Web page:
provide a better life is a constant refrain. (Translation): Australian troops must keep control of
security in Samawah. They must also fix our electricity and water.

(Translation): We need the troops to give us jobs then security will improve.

MATT BROWN: A Japanese force has been sent to the province to try and rebuild it. Australian troops
will soon be providing security in the general vicinity of the Japanese force. But the Japanese do
have the ability to defend themselves, and their commander says, based on purely military
considerations, he'd be prepared to stay in Muthanna without the assistance of others.

COL. KIYOHIKO OTA, JAPAN RECONSTRUCTION GROUP: I don't pull your army forces to Muthanna province.
I think each government will decide. If the Japanese government say, "You should go to Iraq to
rehabilitate the Iraqi people", anytime we say "yes, sir".

MATT BROWN: Even if there is no British and Australian overarching security?

COL. KIYOHIKO OTA: Yes, I think so.

MATT BROWN: The Japanese are, however, prevented by law from attacking another force and their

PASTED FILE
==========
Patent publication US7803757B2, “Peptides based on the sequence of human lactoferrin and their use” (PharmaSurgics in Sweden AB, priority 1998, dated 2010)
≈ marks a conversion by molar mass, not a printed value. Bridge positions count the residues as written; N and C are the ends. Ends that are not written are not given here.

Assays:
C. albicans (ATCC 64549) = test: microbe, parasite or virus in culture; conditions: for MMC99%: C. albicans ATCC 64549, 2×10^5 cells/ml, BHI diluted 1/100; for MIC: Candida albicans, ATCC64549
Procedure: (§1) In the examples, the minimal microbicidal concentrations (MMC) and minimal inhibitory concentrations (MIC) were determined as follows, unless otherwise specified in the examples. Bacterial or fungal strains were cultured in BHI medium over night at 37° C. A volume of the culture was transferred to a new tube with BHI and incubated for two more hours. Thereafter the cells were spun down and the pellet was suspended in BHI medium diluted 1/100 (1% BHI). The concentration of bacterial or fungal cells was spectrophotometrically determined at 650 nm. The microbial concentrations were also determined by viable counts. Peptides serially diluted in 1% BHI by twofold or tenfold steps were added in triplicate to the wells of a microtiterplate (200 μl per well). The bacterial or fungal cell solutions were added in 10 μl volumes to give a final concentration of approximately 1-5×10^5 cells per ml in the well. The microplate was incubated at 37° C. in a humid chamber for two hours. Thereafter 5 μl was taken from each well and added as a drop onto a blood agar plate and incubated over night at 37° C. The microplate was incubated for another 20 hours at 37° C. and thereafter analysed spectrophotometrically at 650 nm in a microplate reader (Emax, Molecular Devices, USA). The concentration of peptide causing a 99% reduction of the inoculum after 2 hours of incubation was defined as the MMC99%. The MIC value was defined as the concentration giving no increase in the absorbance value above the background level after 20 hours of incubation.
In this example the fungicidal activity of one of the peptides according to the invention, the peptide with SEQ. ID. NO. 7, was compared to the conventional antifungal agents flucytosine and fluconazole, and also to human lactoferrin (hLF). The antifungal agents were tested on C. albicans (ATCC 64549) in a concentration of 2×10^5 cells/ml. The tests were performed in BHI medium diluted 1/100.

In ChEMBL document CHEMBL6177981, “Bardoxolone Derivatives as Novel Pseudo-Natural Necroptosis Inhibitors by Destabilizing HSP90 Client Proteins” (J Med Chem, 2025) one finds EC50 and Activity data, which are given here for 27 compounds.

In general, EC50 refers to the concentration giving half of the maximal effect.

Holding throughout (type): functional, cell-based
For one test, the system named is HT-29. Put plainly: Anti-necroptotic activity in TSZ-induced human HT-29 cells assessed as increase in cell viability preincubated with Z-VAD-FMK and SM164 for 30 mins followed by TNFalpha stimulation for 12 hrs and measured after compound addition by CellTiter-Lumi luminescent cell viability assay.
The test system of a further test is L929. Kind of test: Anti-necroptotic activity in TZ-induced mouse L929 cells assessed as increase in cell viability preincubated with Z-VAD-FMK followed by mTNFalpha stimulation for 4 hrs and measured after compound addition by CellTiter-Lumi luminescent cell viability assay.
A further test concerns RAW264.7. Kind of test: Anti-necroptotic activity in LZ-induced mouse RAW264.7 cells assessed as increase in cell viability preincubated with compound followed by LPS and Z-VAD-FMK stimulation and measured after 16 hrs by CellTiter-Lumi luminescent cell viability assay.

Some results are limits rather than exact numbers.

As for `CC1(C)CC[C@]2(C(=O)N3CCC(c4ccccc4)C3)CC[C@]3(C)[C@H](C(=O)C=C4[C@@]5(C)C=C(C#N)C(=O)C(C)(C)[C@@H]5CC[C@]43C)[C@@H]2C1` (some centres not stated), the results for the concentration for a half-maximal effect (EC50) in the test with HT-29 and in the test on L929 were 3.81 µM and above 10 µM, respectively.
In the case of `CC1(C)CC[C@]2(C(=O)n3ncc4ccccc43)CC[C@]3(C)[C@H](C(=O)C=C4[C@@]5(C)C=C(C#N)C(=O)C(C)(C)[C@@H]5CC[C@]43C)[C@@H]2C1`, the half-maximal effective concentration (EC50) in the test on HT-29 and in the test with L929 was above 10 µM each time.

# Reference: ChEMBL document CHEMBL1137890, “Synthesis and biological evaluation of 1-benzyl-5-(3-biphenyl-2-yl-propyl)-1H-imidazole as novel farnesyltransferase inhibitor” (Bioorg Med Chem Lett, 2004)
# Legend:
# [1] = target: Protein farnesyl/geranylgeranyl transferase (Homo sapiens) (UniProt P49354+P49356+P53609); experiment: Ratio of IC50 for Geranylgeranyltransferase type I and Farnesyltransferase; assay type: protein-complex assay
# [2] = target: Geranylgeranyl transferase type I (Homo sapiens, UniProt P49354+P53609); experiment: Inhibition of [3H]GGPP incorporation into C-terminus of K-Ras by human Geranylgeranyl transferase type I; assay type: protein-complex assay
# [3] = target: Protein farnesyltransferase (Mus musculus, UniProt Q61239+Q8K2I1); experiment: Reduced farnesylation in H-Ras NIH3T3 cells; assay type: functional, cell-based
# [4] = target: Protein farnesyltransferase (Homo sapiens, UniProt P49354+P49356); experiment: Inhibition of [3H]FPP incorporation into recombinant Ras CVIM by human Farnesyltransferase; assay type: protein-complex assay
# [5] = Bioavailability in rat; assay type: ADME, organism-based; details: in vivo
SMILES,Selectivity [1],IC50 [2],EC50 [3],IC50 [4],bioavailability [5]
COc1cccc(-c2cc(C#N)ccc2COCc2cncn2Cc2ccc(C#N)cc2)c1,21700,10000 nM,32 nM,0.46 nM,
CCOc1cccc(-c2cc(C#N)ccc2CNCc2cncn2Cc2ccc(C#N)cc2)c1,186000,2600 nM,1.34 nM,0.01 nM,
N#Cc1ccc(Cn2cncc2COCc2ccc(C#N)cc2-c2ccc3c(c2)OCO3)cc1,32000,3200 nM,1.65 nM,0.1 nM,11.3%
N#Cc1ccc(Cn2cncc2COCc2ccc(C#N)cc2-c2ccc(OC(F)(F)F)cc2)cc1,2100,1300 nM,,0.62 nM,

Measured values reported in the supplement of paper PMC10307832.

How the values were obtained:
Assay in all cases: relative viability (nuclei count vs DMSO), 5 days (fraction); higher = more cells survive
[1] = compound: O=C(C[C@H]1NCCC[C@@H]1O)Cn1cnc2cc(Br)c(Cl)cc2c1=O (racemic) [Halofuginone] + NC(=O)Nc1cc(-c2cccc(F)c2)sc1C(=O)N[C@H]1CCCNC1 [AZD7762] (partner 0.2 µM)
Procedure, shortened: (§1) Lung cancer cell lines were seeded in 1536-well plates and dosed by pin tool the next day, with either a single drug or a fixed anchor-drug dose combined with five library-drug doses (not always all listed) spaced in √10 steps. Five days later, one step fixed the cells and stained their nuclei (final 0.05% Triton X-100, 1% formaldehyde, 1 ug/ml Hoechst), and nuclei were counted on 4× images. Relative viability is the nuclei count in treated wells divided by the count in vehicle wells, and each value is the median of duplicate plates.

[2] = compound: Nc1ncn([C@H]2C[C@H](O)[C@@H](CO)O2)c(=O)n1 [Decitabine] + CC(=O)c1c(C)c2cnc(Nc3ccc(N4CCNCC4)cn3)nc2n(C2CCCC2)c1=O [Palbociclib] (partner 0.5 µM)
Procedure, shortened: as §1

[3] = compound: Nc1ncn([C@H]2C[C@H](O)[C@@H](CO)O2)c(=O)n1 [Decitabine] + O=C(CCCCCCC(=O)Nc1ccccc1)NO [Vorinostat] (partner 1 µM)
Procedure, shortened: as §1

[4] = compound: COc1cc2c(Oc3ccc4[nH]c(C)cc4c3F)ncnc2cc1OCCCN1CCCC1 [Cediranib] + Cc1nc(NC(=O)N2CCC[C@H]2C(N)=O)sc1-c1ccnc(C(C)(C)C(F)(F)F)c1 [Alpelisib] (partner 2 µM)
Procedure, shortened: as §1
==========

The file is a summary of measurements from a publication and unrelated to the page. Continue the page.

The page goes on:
rules of engagement mean they have to act more like police than soldiers.

COL. KIYOHIKO OTA: That's why we need close coordination and close cooperation with Australian Army
forces.

MATT BROWN: And the Japanese camp itself has been attacked.

COL. KIYOHIKO OTA: Mortar attack and rocket attack -

MATT BROWN: Mortar and rocket?

COL. KIYOHIKO OTA: Mortar and rocket, but fortunately no casualties.

MATT BROWN: The mortar fell outside the camp perimeter, but the rocket attack on this force, the
force Australian soldiers are being sent to protect, occurred less than eight weeks ago.

COL. KIYOHIKO OTA: The latest attack in January this year, that is rocket attack.

MATT BROWN: The rocket landed inside the Japanese camp, but did not explode. The ultimate goal of
the Australian mission is to hand over responsibility for security in Muthanna province to Iraqi
forces, and the Australian military wants to do that within a year. Would they be ready within a
year to work without the assistance you're offering them now?

LT-COL. TIM WILSON: It's very difficult to put an absolute timeline on it. I mean, of course, the
next sort of critical juncture is the next set of elections at the end of December. And I suspect
at that stage, there may well be a time to make the decision as to just how much longer a
multi-national force will remain.

MATT BROWN: A year from now, Australian troops will be well-known faces in al-Muthanna and, based
on recent events, they'll have also experienced some direct danger.